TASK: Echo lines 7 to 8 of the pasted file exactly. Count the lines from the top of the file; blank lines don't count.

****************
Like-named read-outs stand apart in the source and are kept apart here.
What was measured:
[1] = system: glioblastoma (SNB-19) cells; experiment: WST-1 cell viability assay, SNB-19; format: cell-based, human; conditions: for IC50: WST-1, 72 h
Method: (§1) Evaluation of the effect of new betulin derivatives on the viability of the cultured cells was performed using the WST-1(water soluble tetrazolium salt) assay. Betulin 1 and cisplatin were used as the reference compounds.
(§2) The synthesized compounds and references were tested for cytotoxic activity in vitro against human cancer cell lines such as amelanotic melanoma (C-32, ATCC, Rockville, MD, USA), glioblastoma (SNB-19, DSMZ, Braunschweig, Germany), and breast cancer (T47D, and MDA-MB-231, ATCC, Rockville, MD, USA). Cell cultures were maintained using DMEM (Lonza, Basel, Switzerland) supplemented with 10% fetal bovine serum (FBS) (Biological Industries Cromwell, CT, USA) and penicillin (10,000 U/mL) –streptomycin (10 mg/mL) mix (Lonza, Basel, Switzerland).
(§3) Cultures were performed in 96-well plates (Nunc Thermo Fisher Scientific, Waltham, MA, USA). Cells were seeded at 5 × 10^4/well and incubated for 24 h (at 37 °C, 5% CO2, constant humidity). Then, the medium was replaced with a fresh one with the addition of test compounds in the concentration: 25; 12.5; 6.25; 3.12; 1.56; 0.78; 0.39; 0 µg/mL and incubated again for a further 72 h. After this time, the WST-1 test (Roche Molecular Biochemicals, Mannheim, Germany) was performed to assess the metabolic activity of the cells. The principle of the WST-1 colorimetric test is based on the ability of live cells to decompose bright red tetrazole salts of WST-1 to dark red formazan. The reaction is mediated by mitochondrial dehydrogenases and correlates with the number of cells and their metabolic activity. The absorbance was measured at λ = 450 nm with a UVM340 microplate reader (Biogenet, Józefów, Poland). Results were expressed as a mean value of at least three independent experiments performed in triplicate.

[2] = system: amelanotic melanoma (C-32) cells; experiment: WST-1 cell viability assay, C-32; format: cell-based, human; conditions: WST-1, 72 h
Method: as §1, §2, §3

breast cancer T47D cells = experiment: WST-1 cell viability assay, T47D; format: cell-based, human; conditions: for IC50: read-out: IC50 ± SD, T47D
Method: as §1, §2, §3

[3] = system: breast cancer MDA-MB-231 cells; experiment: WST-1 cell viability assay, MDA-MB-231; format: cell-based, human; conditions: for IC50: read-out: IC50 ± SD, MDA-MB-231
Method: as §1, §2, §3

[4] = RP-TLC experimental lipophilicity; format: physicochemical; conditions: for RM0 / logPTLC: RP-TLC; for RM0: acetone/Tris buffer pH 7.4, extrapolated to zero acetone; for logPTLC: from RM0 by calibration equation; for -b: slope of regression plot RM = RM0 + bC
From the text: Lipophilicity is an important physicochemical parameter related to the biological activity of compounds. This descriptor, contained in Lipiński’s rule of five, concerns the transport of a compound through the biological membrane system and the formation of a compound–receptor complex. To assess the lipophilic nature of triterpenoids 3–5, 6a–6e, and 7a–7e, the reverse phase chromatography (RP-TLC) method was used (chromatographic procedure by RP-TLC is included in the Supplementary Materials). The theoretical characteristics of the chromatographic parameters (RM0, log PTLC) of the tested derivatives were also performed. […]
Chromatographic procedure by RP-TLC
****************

[2] = system: amelanotic melanoma (C-32) cells; experiment: WST-1 cell viability assay, C-32; format: cell-based, human; conditions: WST-1, 72 h
Method: as §1, §2, §3